"Johnny and Mother"

Two seconds is a mere flash, and practically no one unfamiliar with the film can read it at all. Such a title requires the minimum of five seconds, and the full five words, or a few more might as well be used, for if we use titles at all they must fulfill their purpose. To be of any value at all, such a title should read some-thing like this :

"Johnny Has An Accident"

The action shows that his finger is cut, and that he is showing it to his mother. Our film is interested in the maternal solicitude, so the origin of the cut is of little moment. We all know mothers and children. The child naturally seeks its Mother in times of trouble. The title serves to draw the attention of the audience to the fact that something has happened and the general nature of the occurrence, that is all that is necessary. Don't tell your story in titles, it is not only an insult to the intelligence of your audience, it is an admission on your part that you have not the ability to present a story in pantomime. Don't be too obvious, that is on a par with the bore who repeats a story two or three times, and then laboriously explains the subtle (?) point involved. Let your audience use their minds. Your purpose is but to direct the general flow of thought.

Many large studios make use of typewritten titles for editing and other temporary uses. Type the title you require and photograph it on the title stand. The easel will have to be much nearer the lens than when using 8 x 10 or larger cards. The resulting title if fully processed will be black on white, or if negative titles are used they will be white on black. Although not attractive these titles serve their purpose.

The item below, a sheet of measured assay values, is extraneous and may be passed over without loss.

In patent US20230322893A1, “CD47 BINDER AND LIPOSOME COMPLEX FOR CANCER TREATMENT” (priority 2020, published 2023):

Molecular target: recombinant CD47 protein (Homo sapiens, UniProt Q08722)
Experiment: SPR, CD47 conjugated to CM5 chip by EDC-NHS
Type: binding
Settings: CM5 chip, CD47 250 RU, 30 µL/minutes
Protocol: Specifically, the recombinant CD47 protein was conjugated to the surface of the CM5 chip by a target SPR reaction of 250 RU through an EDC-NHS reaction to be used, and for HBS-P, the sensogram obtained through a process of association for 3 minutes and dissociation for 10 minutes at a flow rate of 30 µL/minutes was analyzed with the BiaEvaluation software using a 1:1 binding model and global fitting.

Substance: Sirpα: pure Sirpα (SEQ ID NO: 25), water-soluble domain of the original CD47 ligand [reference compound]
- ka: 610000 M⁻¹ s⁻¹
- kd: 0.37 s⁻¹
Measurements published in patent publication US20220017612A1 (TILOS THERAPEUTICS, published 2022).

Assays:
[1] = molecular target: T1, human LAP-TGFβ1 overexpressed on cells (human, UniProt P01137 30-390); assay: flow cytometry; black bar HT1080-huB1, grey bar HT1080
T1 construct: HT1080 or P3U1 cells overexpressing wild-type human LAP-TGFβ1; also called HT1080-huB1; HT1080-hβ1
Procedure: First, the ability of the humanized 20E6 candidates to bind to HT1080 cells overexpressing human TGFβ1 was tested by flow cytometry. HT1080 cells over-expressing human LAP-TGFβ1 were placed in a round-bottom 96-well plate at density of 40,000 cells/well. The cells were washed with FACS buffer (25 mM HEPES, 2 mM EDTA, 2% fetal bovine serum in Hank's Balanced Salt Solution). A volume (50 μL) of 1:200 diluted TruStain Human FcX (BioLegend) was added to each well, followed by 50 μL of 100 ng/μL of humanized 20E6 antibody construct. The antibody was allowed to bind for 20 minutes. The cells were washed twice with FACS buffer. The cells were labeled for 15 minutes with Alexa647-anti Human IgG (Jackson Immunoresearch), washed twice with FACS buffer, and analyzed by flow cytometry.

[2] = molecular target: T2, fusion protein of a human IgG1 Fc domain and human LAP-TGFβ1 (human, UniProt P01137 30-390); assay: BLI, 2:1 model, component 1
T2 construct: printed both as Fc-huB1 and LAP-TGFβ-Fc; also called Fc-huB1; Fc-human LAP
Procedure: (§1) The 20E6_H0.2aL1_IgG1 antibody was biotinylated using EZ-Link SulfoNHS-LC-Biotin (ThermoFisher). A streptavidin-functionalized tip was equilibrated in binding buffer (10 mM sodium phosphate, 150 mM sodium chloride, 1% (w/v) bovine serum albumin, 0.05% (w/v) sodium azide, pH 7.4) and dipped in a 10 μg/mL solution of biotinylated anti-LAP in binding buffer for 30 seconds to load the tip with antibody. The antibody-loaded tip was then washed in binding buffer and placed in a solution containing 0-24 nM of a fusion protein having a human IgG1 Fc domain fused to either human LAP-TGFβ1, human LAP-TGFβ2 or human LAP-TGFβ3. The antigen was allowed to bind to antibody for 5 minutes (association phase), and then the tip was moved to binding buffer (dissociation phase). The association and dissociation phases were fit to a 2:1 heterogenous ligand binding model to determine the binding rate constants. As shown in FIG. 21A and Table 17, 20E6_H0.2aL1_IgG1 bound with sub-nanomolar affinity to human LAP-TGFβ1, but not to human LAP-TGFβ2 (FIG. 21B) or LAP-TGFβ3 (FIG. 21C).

Every film should have an introductory title, which is really the title of the film, as well as subtitles which are explanatory in character. A suggestion for an opening title would be :

THE BROWNS

Mother Mrs. Mary Brown
The Infant James Brown, Jr.
The Dog Rover Brown

Second title :

The Brown Mansion, Pikeville, Iowa

September 1st, 1924

The suggestion of professional form in the titles will give the simple little domestic playlet a certain savor which will make it, like wine—or should I say, in these dry days, like violins—improve with age. The stilted effect adds a piquancy somewhat comparable to that given the minuet by the quaint formalities of a byegone day.

Other titles should be short and infrequent. You must remember that people now-a-days go into their libraries to read, but when they sit and watch the magic screen, they do so that they may see drama enacted before their eyes. Your first efforts will probably be half reels, or eight minute runs. Try to avoid more than eight subtitles in this amount of film.

It is well, unless your playlet has perfect dramatic form, to add at the end of the run about five seconds of this title:

THE END

It carries an unmistakable air of finality, which is well—otherwise your audience might think the film had broken and sit waiting patiently for further developments. Do not let this discourage you, many commercial producers find it necessary.